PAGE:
Two important studies from the Wolfson Institute of Preventive Medicine in London, published in this week's BMJ, comprise the latest chapter in the history of passive smoking research. Hackshaw et al (p 980) conducted a meta-analysis of the epidemiological studies on passive smoking and lung cancer, which have now reached 37 in number.13 After careful adjustment for bias and dietary confounding, they determined that marriage to a smoker increased the risk of lung cancer by 26% (95% confidence interval 8% to 49%), a conclusion bolstered by strong evidence of a dose-response relation and by linear extrapolation of risk in smokers.

    Law et al (p 973) conducted a meta-analysis of 19 epidemiological studies of environmental tobacco smoke and ischaemic heart disease.14 After adjusting for dietary confounding, they determined that environmental tobacco smoke caused a 23% increase in risk of ischaemic heart disease (95% confidence interval 14% to 33%). They found confirmatory evidence from studies of active smoking, which showed a substantial effect on risk of ischaemic heart disease at low dose. The authors reviewed human and animal studies of exposure to environmental tobacco smoke in relation to arterial atheromatous disease, platelet aggregation, and infarct size after experimental occlusion of a coronary artery, which help to explain the biological plausibility of a low dose effect of environmental tobacco smoke on the risk of ischaemic heart disease.

    The systematic reviews from the Wolfson Institute,13 14 the California Environmental Protection Agency,12 and the US Environmental Protection Agency,10 and the five reports released in 19865 6 7 8 9 make it clear that exposure to environmental tobacco smoke is a cause of lung cancer, heart disease, and other serious illnesses. In the United States alone, it is responsible each year for 3000 deaths from lung cancer, 35 000 to 62 000 deaths from ischaemic heart disease, 150 000 to 300 000 cases of bronchitis or pneumonia in infants and children aged 18 months and younger (causing 136 to 212 deaths), 8000 to 26 000 new cases of asthma, exacerbation of asthma in 400 000 to 1 million children, 700 000 to 1.6 million visits to physician offices for middle ear infection, 9700 to 18 600 cases of low birth weight, and 1900 to 2700 sudden infant deaths.12 Those figures make passive smoking one of the leading preventable causes of premature death in the United States.15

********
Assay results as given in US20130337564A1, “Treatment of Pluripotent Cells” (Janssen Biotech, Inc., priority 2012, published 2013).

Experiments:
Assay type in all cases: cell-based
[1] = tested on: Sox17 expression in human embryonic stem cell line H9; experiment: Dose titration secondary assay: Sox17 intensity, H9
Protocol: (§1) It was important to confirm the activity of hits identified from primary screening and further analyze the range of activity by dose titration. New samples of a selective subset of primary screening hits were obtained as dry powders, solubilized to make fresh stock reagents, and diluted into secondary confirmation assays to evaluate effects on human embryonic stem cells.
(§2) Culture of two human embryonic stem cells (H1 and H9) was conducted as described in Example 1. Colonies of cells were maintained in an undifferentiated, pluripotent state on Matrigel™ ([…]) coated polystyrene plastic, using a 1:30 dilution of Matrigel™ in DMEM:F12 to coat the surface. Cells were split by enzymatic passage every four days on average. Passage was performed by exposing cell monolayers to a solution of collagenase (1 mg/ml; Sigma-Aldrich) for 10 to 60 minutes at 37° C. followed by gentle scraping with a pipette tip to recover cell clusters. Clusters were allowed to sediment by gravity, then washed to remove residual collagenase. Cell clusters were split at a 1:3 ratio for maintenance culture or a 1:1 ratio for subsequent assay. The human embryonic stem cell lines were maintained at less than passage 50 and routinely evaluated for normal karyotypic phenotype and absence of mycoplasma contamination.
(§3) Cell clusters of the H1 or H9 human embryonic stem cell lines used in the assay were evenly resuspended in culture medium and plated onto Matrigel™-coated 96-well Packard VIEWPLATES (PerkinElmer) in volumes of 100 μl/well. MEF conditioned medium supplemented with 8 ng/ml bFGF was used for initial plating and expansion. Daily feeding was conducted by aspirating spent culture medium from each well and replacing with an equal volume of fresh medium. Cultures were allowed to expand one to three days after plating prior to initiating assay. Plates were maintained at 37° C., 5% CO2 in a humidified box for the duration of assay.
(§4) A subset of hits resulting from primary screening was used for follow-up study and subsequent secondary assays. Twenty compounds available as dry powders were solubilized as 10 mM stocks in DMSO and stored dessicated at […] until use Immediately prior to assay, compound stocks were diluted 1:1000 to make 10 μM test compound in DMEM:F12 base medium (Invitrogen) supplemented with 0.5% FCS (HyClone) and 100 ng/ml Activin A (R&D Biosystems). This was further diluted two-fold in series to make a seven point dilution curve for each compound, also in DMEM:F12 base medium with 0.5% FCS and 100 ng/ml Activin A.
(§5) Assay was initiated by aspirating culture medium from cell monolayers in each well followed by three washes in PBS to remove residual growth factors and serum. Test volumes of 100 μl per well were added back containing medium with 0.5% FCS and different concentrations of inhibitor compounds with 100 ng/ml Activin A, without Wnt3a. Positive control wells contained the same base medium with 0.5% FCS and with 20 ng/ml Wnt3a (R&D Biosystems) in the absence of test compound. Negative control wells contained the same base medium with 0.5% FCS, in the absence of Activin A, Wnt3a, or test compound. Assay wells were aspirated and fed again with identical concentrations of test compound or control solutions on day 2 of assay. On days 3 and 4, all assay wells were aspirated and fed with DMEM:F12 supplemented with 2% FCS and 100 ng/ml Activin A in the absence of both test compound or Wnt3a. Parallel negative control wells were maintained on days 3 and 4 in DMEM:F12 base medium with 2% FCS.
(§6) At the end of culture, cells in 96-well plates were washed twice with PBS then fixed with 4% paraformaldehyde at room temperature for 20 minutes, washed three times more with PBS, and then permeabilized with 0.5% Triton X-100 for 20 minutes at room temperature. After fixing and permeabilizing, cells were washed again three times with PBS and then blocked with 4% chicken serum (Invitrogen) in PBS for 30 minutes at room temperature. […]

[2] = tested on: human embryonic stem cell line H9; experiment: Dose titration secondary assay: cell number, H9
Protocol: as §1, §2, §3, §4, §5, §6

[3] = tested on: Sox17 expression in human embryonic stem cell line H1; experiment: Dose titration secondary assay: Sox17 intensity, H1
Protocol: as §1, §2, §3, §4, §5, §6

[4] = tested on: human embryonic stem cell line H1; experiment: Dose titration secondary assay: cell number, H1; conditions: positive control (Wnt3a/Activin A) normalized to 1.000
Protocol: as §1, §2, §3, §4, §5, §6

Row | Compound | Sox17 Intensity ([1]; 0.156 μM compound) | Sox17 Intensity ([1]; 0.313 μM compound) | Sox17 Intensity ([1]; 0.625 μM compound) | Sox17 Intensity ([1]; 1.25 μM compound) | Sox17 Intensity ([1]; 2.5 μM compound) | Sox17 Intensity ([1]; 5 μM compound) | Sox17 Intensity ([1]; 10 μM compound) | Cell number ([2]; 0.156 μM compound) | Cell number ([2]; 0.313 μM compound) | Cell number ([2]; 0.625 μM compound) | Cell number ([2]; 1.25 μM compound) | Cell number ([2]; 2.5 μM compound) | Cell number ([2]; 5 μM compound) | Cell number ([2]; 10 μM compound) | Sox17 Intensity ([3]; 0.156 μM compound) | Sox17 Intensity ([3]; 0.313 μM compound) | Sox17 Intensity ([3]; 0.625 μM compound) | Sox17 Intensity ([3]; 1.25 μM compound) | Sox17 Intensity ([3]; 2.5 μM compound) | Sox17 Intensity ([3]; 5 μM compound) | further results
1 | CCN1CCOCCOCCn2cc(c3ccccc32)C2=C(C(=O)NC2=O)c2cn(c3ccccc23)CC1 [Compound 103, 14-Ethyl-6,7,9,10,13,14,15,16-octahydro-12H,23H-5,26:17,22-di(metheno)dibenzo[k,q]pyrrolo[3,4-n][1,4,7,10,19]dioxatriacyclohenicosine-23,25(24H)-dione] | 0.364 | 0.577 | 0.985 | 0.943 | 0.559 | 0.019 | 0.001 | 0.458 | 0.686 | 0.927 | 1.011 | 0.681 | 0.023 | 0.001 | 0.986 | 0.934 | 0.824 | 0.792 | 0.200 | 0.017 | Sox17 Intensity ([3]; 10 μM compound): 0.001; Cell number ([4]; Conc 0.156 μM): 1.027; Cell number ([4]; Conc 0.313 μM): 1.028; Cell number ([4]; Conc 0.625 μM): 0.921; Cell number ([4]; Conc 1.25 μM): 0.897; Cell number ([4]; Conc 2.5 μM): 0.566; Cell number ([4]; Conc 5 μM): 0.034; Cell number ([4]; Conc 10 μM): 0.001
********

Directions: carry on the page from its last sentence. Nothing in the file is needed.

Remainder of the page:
History repeats itself not only in research on active and passive smoking, but in the actions of the tobacco industry to deny and obfuscate the findings of that research. The latest example, which compares the hazards of second-hand smoke with the “risks” of drinking milk and eating biscuits,16 is as inane as were the industry's denials of the hazards of active smoking in past decades. Their public pronouncements are particularly cynical in the light of contradictory statements in their internal documents,17 and their recent settlement (for $300 m) of the class action lawsuit in Florida on behalf of flight attendants harmed by second-hand smoke (p 968).

    Public health action to eliminate exposure to environmental tobacco smoke is long overdue. The minimum acceptable standard for indoor facilities is to allow smoking only in physically separated and separately ventilated areas.18 19 A total ban on smoking is preferred on three grounds: it provides maximum protection of non-smokers, it avoids exposing smokers to extremely high levels of environmental tobacco smoke in designated smoking areas,20 and it avoids the costs of constructing separately ventilated smoking areas. Health advocates should pursue all strategies that would help accomplish that goal, including education, legislation, regulation, and litigation.